psalm 23, of a sort

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I think I mentioned that one of the two hymns at Sophia's funeral was The King of love my shepherd is, sung to the tune St. Columba. It is #345 in the Anglican hymnal. At the time the pastor announced it, he announced #45 (apparantly his cheat sheet had a typo) and some very puzzled people were searching through the Christmas carols (#45 is Joseph dearest, Joseph mine), but since I knew the hymn from the tune, I was able to find it in the index of first lines and let those around me know as well. It is not a hymn I remember singing as a child, but for some reason the local parishes have been singing it recently.

Well, today at Mass I was pleased to hear that Father used the long gospel reading, though a little concerned at his interpretation that it called us to an inclusive and accepting attitude but was reassured when he did point out the need for repentance. Then at communion, I was stunned when the hymn sung (a cappella by a duo with heavenly voices) was The King of Love my Shepherd Is - with the traditional language and to the tune of St. Columba. I was literally in tears. I am sure that the communion ministers were wondering why I was tear-streaked and all choked up.
I don't cry easily. Ask my husband. I can deal with things mostly without turning on the fountain. I have to be able to keep it together when everyone else is falling apart. I went from a crybaby childhood to an almost stoic appearing adulthood - I think they are both problematic ways to deal with emotions but it isn't something over which I have any control. But if anything can pull out those dormant tears, it would be music. And this music did.
I spent some time at the funeral talking with my next down brother (2 years younger than me). We talked about funeral plans - he and I are the two practicing Christians of our generation - he's a non-denominational evangelical, and I'm the only Roman Catholic in the family. We both agreed that we preferred burial to cremation. His comment was something to the effect that he didn't want it to be any harder than needed for God to pull him together at the resurrection of the dead - "I know that God is God but burial just seems more Christian to me". And we talked a bit about how the hope of the resurrection helps us to make a bit more sense of the suffering in this world.
In the extended entry, I have posted the picture of Sophia that was given out at the funeral.

sophia isadora.jpg


Having a 14-yr-old daughter of my own, I've been following your posts about Sophia with interest and prayerful compassion. I've prayed not only for Sophia and her family (including you!), but also with extreme gratitude to our Lord for his protection on my own children, which I take for granted too much. Thank you for taking the time to share your thoughts and experiences....I'm sure it was difficult to write about at times.

Walter already said what I was thinking, right down to the fact that I have related to this even more because of my 14 & 16 year old daughters. When you talked of not crying, it was Sophia's photo, beautiful and full of life, that sparked them for me. thanks so much for sharing all this with us.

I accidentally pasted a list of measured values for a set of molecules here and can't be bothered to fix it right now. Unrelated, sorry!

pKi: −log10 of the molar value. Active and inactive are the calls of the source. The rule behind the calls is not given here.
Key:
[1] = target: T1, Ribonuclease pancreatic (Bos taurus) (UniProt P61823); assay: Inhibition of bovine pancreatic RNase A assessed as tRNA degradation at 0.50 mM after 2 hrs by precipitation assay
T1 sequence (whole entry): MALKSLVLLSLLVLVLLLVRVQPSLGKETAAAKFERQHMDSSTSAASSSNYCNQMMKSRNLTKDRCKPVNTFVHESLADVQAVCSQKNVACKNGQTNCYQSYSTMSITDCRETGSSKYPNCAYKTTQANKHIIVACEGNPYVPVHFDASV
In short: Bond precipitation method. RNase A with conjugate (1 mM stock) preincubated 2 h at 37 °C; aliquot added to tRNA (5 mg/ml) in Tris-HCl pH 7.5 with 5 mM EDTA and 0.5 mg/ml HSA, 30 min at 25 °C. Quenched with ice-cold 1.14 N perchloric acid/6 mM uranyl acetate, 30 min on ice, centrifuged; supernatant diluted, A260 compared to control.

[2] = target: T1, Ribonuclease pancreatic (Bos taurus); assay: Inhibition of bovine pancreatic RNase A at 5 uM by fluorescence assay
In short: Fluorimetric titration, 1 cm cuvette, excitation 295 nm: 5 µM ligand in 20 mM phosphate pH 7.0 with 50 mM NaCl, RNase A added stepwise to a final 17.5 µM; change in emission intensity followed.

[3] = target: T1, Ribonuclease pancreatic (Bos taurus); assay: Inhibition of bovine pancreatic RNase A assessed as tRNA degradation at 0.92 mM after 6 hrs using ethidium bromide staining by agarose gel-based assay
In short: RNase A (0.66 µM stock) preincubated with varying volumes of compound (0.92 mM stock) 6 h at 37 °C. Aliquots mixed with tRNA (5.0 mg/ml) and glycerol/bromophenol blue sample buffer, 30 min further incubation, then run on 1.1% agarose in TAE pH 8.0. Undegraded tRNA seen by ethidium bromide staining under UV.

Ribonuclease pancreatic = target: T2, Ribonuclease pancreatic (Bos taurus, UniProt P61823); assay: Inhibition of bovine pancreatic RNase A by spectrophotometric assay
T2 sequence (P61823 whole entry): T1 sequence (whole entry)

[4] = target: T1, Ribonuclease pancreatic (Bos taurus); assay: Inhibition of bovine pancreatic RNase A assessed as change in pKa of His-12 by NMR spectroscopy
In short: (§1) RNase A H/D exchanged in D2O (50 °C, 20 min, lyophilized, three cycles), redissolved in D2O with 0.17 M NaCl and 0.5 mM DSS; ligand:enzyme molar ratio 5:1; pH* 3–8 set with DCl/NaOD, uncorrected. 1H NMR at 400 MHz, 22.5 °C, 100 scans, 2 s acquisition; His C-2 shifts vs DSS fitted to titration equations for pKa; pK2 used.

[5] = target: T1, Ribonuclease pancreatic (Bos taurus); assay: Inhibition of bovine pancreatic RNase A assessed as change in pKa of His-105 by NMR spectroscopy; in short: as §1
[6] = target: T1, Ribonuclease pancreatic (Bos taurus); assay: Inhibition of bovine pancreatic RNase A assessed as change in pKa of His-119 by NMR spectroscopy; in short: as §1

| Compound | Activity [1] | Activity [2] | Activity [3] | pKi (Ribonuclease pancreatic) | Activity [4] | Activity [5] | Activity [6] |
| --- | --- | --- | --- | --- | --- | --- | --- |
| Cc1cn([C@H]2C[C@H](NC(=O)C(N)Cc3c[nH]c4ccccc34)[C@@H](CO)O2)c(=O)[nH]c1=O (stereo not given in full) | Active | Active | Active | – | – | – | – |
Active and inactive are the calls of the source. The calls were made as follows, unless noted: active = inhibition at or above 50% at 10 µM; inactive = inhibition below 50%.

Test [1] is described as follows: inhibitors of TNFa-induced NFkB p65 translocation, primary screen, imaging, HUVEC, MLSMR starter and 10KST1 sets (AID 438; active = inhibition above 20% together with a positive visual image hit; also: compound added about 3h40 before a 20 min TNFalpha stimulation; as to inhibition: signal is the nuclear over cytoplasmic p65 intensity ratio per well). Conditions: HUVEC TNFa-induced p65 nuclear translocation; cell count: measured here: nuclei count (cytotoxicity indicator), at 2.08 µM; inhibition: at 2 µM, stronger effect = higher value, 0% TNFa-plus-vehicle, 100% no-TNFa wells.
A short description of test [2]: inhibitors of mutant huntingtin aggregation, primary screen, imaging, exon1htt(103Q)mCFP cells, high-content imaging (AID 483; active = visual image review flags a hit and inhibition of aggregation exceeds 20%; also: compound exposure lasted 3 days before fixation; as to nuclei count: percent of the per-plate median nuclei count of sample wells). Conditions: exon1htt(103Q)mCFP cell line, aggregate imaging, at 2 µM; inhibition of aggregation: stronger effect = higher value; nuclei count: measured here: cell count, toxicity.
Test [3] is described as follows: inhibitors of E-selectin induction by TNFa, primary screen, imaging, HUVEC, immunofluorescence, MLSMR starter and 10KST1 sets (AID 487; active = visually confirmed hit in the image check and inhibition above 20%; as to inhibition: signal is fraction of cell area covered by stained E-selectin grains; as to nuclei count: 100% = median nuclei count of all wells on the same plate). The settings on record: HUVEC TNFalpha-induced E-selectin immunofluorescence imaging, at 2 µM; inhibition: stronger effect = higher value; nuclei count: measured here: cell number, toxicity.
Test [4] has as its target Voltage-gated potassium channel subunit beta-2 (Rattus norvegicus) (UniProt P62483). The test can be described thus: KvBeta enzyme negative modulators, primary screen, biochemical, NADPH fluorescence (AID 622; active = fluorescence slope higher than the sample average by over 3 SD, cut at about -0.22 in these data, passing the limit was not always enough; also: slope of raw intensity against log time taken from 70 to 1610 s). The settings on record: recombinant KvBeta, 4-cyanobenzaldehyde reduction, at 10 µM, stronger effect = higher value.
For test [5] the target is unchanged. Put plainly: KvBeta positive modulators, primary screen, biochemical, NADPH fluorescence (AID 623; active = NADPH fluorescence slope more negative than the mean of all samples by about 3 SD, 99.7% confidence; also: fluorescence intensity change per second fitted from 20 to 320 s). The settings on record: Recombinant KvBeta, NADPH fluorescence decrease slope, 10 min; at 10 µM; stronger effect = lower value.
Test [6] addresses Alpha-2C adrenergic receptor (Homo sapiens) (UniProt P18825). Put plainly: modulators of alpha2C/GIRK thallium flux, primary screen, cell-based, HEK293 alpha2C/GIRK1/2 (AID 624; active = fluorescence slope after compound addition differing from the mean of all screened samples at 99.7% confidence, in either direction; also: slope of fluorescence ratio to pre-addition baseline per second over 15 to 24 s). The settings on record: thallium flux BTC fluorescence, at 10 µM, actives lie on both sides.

Hi Alicia,
I was searching google for thoughts on Sophia and I found your journal. I hope you don't mind that I read it. I have been so sad ever since I heard about Sophia. I was sorry that I couldn't make it to the service on Thursday. I really tried to find a way to make it but I guess I just wasn't meant to be there. You know what is really interesting. Reading your journal and you talking about your conversation with B, mentioning that you and he are the only siblings that go to church. I just went to church on Sunday for the first time in sooooo many years. I went alone and I didn't know anyone else there. It is a small Episcopal church here in Big Bear. Eventhough I haven't gone in forever, I still remember how it works! It was really nice. I could relate a little to your story of tears during that song. On Sunday for me, there was the portion of the service that you pray for everyone. I was so moved during that time, thinking of Sophia and our whole family that I was tearing up quite a bit. Then I had to greet the people around me, I could see that they were wondering what I was crying about, a stranger in this church for the first time. They were kind of course. I think I may go back again soon. Thanks for listening to my ramblings. I love you.
your baby sister Victoria

St. Columba's Episcopal church, right? Did you notice that the tune for that hymn was St. Columba? (Traditionally, hymns are written in meter, and there are often many different choices as to what tune goes with what words. Click on the links for Oremus Hymnal and Psalms in meter in my static links column for more examples). That is an example of what John and I call 'god-incidences' rather than 'co-incidence'.
This blog is public, you are more than welcome to read it and comment as you choose. But do be aware that I try not to put real names up for most people unless I have their permission. My site meter tells me that between 80 to 100 visits a day come here, so I try to protect the privacy of others.

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This page contains a single entry by alicia published on September 12, 2004 8:11 PM.

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